Recently, I heard a pastor quote the great evangelist Junior Hill saying, “I’m writing a book right now. It’s called, 500 Hymns You Can Sing Sitting Down.” The congregation laughed, and the response made it seem this group would be willing to buy that book if Bro. Junior ever really decided to write it.
This is something I’ve been thinking about more and more lately… mainly because it is something that has changed about worship over the last few decades. Humor me while I reminisce a little.
When I was young, we sang a good bit more music in the services of our church than most churches do today. And we sang as much sitting down as standing. Today, we seem to sing less, but we always stand. As a matter of fact, I can’t tell you the last time I saw a worship leader start a service without asking the congregation to stand. And most often, once the worshippers are up, they are never seated until the music portion is over.
This can present a problem for senior adults and small children – and sometimes people in between. Ok, let’s try to answer the question – Should our congregations always stand when singing?
Well, in my humble opinion (which I highly regard), the answer is – and should be – no.
What does the Bible say?
There are plenty of references in scripture about posture in worship. Many times the posture of the worshipper is much more dramatic than standing – it’s face down. The one obvious occasion when the word of God brought people to their feet is found in Nehemiah 8. They all stood that day – but not because Ezra had instructed them to stand. It would be wrong to say that we stand because the Bible tells us to stand when we sing… It’s not true.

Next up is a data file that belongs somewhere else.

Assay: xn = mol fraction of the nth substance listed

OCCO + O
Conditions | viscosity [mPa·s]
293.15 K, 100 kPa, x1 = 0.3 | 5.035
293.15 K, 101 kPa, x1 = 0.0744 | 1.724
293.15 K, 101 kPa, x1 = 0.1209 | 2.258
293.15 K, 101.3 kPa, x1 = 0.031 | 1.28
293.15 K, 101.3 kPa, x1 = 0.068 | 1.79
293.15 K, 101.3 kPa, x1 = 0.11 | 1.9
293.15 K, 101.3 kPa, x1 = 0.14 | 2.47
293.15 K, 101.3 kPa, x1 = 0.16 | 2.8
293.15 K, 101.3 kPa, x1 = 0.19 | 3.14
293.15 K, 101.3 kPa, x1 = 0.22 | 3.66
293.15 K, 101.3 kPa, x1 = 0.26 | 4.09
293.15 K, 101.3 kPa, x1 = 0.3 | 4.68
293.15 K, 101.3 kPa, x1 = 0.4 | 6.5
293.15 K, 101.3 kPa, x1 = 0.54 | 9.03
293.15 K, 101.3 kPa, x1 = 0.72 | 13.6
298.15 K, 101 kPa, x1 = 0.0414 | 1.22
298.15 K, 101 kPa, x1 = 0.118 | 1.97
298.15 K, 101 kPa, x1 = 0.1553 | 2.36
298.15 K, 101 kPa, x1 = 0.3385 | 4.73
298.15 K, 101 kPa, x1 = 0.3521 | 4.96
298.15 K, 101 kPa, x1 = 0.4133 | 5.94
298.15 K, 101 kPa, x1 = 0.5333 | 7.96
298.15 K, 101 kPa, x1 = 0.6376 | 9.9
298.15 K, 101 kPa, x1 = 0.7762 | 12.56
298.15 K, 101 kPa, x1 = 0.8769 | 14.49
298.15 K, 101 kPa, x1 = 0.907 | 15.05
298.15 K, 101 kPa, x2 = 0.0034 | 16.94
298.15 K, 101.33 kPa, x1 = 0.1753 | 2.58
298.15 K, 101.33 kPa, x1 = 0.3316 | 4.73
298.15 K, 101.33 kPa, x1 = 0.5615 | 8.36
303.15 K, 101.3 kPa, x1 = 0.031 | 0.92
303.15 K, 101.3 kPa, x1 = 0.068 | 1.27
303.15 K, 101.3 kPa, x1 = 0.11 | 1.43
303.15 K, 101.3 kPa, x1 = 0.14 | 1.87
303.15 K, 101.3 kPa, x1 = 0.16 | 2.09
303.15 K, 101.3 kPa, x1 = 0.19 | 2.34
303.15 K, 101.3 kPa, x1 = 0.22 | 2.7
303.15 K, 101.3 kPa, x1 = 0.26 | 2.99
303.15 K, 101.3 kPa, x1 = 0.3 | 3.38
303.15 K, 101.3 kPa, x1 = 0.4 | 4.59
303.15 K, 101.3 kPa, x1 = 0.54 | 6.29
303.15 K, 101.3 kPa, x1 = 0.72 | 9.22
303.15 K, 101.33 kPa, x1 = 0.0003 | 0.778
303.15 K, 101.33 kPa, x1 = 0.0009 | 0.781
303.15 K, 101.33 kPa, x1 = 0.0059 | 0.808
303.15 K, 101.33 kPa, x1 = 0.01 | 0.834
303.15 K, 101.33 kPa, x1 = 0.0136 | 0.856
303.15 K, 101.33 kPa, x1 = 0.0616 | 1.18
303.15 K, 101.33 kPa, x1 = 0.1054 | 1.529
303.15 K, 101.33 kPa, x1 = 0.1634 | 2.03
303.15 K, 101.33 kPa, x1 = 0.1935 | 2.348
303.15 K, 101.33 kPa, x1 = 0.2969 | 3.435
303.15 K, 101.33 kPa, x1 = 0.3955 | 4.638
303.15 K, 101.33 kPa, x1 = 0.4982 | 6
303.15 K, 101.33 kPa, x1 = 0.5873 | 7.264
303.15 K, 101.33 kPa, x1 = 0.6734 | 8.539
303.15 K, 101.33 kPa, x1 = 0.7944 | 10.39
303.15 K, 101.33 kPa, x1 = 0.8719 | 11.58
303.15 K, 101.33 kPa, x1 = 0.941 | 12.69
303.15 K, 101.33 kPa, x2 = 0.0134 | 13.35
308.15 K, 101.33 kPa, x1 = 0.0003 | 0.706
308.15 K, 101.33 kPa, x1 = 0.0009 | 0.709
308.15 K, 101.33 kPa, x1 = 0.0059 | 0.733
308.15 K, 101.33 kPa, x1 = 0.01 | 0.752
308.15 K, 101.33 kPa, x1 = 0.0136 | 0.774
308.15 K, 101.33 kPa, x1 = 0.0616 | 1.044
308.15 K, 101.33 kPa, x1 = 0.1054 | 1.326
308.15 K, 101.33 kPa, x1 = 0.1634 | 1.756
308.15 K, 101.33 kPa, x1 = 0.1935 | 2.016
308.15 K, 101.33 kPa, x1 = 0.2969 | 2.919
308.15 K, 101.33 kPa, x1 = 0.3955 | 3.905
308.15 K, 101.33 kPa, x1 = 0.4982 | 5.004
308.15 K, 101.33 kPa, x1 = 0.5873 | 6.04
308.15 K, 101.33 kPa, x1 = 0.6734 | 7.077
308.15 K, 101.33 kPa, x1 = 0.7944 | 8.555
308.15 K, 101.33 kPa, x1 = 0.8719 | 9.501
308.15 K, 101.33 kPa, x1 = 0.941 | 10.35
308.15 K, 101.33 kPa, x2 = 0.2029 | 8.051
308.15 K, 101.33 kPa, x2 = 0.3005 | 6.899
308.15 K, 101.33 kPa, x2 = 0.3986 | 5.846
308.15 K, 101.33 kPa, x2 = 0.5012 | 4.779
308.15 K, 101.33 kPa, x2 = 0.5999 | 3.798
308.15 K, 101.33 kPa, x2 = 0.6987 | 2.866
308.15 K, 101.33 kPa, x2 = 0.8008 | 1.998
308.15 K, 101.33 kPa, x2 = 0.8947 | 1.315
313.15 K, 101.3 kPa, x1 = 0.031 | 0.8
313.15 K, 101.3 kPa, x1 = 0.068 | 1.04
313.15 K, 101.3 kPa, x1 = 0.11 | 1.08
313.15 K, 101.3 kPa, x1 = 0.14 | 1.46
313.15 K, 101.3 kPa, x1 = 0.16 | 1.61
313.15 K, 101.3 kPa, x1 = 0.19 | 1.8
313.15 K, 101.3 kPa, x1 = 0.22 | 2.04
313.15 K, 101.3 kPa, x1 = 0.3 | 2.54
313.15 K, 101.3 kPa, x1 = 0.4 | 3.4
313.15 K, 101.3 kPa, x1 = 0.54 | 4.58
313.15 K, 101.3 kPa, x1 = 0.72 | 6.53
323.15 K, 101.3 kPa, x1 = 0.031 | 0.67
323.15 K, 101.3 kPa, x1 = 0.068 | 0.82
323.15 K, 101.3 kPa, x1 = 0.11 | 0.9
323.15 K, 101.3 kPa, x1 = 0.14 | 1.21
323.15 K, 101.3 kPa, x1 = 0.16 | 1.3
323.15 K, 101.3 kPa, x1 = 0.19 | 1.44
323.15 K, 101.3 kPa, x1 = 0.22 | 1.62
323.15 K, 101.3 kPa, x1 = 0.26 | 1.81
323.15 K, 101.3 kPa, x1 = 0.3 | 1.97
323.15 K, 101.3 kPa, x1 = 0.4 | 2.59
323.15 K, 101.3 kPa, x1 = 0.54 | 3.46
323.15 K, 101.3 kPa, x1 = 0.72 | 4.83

So why do we have our people stand all the time? I think many leaders have people stand because it makes them move physically and the leader assumes it encourages more participation. That may be true to a point, but it doesn’t explain why we automatically have people stand all the time.
So, here are a few thoughts to help this conversation along. I’d love to know what you think, too.
- Not everyone can stand all the time.
In any given setting, there will likely be people who cannot stand for a long time. And it’s not always people who are older. And, when everyone is standing, it makes sitting down seem awkward. It can really affect an individual’s experience if they feel like they are standing out because they can’t stand up.
- We ask because we can’t think of anything else to say.
Often, I think the leader defaults to this instruction as a way to break the silence. That’s not a good enough reason. As leaders, we should think about the flow of the service so thoroughly that we have a great sense when sitting could be effective and reflective and when standing would be appropriate and meaningful.
- Avoid standing when teaching a new song – at least at first.
Many years ago, I figured out one of the fastest ways to frustrate my congregation was to have them stand as I taught them something. There’s something about standing and singing. Something unfamiliar is annoying to a congregation. Trust me on this one.
- Mix it Up.
If you start the service with a more reflective prayer type song, let them be seated through the song. Or you can start a song one way and finish it another way. I have found starting a song with the people seated – especially if the verse is a solo – and then standing them later in a building part of the arrangement, can be very effective. The reverse is true as well – if well planned and purposeful.
- Trust Your People.
As the leader, you can give the stand up or sit down command whenever you are prompted to – that’s always true. But sometimes you can trust your people to make the choice by not giving any instruction at all. Let the individual worshipper make the choice. In some settings, the freedom to respond individually may allow each person to make their own worship posture choice. If that isn’t the case in your church, you would do well to direct your congregation one way or the other so individuals won’t feel “wrong.”
I would challenge any worship leader to give this subject some thought. Ask some trusted worshippers in your church. Ask other pastors for their opinions about this. You might be surprised.
Don’t be afraid to have people sit when they sing. As a matter of fact, if you haven’t done so already, make the effort to observe how your people respond when you give the direction to stand. They might be telling you something already. You just haven’t heard them yet.
Sitting. Standing. This aspect of your leadership, thought out and purposeful, can have a great impact on your worship gatherings.